Back to Lisabeth who's mugged by a stranger at the subway, tackles him on the escalator and slides back down the middle before catching her train, I'm surprised she didn't follow this up with a drink of Lucozade or we didn't get a closeup of her footwear. She rings her guardian for money and he asks her to come to his house, he's a pervert and it's obviously a bad idea but off she goes. Her guardian then rapes her and lets her go with a cheque, again with the whole she's violent and psychotic, this is going to have consequences. And boy does it, she gets her revenge by admitting she filmed the whole thing and will show it to everyone if he doesn't give her her money, then she gives him a taste of his own medicine with what appears to be a metal dildo and then tattoos 'I am a rapist pig' on his stomach. We all wonder if we actually are watching two movies here, if Mikael is ever coming back, htf this is all going to tie in and if the second movie is some sort of revenge flick the type of which Quentin Tarantino dreams off. When there are no fountains of blood or samurai swords we realise it's not a Tarantino flick after all, so what the hell is it?

Mikael returns and the two movies are finally linked, he wants an assistant. So Henrik and his lawyer Frode (presumably a disgraced lower down family member like the caretaker, since everyone on this island is family) recommend Lisabeth, yep the girl who illegally broke into Mikael's life and reported all of his personal life back to Frode and Henrik. Good idea. Impressed by her skills and also offended by the intrusion, Mikael goes to visit Lisabeth who's been having lesbian sex because this movie needed to check all the boxes. Lisabeth puts Mikael to shame with her detective skills matching names and bible verses to victims whose murders mirrored the passages.

Mikael meanwhile has noticed Harriet was frightened by something in a photograph. We soon discover how fantastically easy it is to find photographs of something that happened forty years ago and to track down old women who were there at the time with disposable photographs but were convienently on their honeymoon (and hopefully got divorced soonafter) so kept the photographs.

Mikael also managed to quickly track down Anita, a member of the family who went to London ten years ago (?) and was never heard from again. The family obviously didn't care about her and took no time tracking her down but clearly it wasn't hard because Mikael has no trouble in finding her.

Part one to be continued......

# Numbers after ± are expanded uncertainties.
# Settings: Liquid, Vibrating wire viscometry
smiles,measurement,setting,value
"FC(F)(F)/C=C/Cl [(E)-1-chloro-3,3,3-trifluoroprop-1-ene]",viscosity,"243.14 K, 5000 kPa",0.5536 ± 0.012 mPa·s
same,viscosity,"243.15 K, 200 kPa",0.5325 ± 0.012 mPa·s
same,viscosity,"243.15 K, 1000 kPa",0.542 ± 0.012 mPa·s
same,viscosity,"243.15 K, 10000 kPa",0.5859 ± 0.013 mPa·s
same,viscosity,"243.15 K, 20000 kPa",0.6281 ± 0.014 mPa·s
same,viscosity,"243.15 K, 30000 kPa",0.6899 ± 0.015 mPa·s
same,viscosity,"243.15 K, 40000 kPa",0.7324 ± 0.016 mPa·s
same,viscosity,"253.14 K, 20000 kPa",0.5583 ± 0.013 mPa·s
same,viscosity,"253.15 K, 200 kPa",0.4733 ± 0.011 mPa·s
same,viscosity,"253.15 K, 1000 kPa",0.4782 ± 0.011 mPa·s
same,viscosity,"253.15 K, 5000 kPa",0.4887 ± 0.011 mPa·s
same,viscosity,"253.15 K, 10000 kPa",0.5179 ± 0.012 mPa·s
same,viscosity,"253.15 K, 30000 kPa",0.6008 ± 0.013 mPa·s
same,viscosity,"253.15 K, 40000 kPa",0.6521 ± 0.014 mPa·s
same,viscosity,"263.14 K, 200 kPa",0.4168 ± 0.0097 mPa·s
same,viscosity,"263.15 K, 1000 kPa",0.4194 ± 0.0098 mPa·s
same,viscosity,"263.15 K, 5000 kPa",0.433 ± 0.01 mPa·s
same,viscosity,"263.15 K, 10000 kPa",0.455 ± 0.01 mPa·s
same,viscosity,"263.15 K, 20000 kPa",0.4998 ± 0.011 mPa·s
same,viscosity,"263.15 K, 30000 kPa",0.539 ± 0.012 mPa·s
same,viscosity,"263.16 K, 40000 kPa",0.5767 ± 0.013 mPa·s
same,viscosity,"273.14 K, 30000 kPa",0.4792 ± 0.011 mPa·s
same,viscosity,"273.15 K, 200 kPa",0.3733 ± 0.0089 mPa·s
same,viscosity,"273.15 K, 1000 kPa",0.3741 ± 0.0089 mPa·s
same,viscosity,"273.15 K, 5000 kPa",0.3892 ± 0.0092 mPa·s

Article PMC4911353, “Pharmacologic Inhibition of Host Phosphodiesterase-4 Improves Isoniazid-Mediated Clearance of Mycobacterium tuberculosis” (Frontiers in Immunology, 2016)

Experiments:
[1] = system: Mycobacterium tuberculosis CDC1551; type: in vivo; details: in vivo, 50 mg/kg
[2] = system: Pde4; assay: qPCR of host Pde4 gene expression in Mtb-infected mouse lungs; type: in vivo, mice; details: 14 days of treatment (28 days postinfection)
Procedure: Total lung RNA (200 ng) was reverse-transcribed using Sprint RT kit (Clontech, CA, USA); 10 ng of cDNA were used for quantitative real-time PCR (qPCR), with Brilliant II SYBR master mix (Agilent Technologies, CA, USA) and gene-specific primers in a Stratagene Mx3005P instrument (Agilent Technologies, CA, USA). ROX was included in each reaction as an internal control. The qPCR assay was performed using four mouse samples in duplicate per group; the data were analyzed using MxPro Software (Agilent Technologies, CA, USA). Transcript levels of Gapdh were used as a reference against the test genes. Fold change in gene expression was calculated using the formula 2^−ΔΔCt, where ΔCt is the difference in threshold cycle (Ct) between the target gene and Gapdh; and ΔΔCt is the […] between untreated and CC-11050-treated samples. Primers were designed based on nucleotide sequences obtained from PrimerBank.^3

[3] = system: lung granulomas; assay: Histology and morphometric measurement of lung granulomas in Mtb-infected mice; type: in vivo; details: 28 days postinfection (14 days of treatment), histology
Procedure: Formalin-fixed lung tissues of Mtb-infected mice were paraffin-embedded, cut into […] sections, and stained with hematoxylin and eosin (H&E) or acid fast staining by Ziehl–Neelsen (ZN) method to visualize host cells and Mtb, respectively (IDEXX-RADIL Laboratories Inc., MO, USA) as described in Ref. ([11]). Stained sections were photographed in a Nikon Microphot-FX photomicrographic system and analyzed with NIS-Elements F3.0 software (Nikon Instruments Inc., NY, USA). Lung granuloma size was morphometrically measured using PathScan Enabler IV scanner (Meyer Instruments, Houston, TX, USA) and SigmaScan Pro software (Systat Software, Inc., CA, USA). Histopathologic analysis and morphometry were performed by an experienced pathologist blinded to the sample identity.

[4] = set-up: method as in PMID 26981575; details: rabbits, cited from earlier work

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« Reply #9935 on: December 30, 2011, 01:58:19 PM »

part two.....

MCDONALDS! Yes Lisabeth eats the Kid's Meal presumably because there will be some TGWTDT merchandise soon so all the kiddies can play sodomy and murder.

Against all the odds Lisabeth and Mikael have permission to hoke through the Vanger family's business, they have access to everything here. What they manage to gather from these super private and incriminating files and these photographs that everyone has just lying about from FORTY YEARS ago (seriously, I can't find stuff from yesterday) they deduce that Harriet was frightened by a man wearing a blazer with a badge on it and that the murdered women had Jewish names from the Bible and had links to the company and family. Oh Jews you say? And there are two Nazis in this family! Could there be a link?

Lisabeth and Mikael also get to having sex because this movie needs some heterosexual consentual sex in it too and hey why not jump into bed with your work colleague, well we already know that's Mikael's thing anyway. Oh no the nameless cat has been hacked up as a warning! Guess their lovemaking was too loud to hear the animal's screams or notice the stranger outside. Bizzarely said stranger never really feels the need to break in and look at all that evidence Mikael has left just lying about EVERYWHERE.

Omg what's this? A family member other than Henrik and Martin getting on screen time? Martin btw is a son of one of the Nazis who lives in total isolation on top of the hill in a huge house and is known to be a keen hunter, he is also the only member of the family who gets any kind of onscreen time apart from Henrik. Cue Harald, a Nazi and damn proud of it, he's very fond of the landscapes in his photos and saying tea in a hilarious manner. Despite being old and decrepid he also has the amazing skill of idenitifying blurred people in photographs. Oh there's Martin in a photograph wearing a familiar looking blazer.